Credit: Matt Dunn

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There are plenty of rappers out there who would love to sign with a label. Tarica June isn’t one of them. 

Her reluctance stems from her disdain for the archetype she derides as “the male fantasy female rapper.” 

“They all rap about sex. They all are overly sexualized, and that’s not an image I want to put out there,” she says. “I could just be wrong, but I feel like the labels must be pushing people to do this, because it’s not that there’s this lack of deep thought by female artists.” 

A few more things you should know about Tarica June: The persuasiveness of her arguments surely dovetails with her day job—she is a practicing lawyer, having graduated cum laude on scholarship from Howard University School of Law. Before that, she attended Stanford University on a full scholarship, so there’s a distinct possibility that she’s smarter than you. 

The video released last year for her song “But Anyway,” a brilliant, withering takedown of gentrified D.C., is currently at 4.2 million views online. Her new song “Selfie” and its video represent a shift in both tone and subject: It’s a joyful self-love anthem with a laid-back go-go flavor and an overwhelmingly positive message. 

What connects them both—and the rest of her oeuvre so far—is June’s razor-sharp lyricism and intelligence paired with compelling messages of both uplift and defiance. Her strongly held views have everything to do with her determination to shape her own music career.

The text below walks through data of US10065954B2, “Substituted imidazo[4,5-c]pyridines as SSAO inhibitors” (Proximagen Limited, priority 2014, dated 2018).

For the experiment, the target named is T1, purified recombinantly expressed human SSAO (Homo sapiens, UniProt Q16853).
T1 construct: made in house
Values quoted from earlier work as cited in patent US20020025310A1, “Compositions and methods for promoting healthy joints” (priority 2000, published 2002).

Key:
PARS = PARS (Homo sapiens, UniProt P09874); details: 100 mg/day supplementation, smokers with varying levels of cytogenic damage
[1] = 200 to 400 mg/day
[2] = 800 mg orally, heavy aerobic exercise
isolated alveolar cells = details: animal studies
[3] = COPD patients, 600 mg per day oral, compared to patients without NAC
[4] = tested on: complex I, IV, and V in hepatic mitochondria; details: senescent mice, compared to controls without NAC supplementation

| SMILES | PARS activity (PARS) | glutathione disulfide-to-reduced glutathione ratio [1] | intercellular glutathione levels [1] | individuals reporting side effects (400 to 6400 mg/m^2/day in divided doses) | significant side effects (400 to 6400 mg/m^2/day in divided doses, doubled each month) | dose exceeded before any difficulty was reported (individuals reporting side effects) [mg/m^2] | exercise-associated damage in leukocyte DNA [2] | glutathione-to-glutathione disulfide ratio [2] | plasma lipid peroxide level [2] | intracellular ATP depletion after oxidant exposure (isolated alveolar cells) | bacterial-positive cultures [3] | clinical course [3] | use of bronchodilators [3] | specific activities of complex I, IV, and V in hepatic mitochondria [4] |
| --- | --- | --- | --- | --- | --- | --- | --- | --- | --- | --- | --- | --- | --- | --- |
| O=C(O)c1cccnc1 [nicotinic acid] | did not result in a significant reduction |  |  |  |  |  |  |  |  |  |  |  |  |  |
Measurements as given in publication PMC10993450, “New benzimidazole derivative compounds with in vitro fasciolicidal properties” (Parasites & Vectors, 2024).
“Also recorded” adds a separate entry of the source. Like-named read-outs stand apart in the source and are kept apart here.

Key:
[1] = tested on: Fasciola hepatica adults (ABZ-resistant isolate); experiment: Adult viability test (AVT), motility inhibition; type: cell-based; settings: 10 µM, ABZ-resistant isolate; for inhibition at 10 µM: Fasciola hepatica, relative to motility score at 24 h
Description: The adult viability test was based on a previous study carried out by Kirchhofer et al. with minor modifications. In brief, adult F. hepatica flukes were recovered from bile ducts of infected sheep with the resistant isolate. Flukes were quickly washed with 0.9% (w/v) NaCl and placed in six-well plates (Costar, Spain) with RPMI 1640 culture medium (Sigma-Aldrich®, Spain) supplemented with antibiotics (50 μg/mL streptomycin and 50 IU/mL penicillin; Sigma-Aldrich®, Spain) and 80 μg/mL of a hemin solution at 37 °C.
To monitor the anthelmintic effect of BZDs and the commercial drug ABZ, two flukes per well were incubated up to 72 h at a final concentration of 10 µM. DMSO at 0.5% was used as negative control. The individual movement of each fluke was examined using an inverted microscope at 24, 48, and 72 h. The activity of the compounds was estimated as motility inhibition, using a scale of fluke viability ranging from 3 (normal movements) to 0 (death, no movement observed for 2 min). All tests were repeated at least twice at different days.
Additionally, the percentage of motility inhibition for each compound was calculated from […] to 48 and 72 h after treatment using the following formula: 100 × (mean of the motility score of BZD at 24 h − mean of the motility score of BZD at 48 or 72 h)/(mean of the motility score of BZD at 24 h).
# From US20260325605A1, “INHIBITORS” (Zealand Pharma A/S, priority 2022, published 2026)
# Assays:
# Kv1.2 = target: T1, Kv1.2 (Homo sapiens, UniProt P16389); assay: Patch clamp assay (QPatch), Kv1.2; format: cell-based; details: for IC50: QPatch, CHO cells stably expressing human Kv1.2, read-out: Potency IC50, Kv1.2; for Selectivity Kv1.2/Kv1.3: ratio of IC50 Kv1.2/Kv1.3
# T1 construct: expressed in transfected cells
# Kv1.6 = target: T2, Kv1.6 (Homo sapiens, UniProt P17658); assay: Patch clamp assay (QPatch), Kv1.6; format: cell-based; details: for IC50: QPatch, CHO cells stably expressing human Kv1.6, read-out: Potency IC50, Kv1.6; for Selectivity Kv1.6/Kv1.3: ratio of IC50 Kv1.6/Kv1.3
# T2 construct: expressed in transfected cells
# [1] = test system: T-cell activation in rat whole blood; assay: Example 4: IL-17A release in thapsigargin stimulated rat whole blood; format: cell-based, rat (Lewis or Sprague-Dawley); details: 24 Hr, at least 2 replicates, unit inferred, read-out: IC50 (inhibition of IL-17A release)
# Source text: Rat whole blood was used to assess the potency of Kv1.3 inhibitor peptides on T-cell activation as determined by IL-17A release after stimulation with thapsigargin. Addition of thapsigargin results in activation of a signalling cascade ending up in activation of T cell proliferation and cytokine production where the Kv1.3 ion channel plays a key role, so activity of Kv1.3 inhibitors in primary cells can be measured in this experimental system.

“Selfie” resulted from her frustration with media depictions of African-American women and girls. “We seem to be moving in a direction where these mainstream ideas of beauty are taking women of color, specifically black women, further and further away from their natural selves,” she says. “I wanted to push the conversation in a different direction and provide something that gives little girls an alternative and allows them to see themselves as beautiful just as they are.” 

While “Selfie” is clearly aimed at young girls—“I love my selfie just as I am/ No perm, no weave, no bleaching, no ma’am/ I’m beautiful just the way that I am”—there’s nothing childish about its message, which was partly inspired by her admiration for Toni Morrison’s The Bluest Eye.  

The subject of “natural hair” is particularly irritating to June, who started growing her dreadlocks at age 15.  

“Having relaxed hair is now the norm, and that to me is so warped,” she says. “People will be like, ‘Tell me, what made you decide to go natural?’ And I’ll be like, ‘Tell me, what made you decide to go chemical?’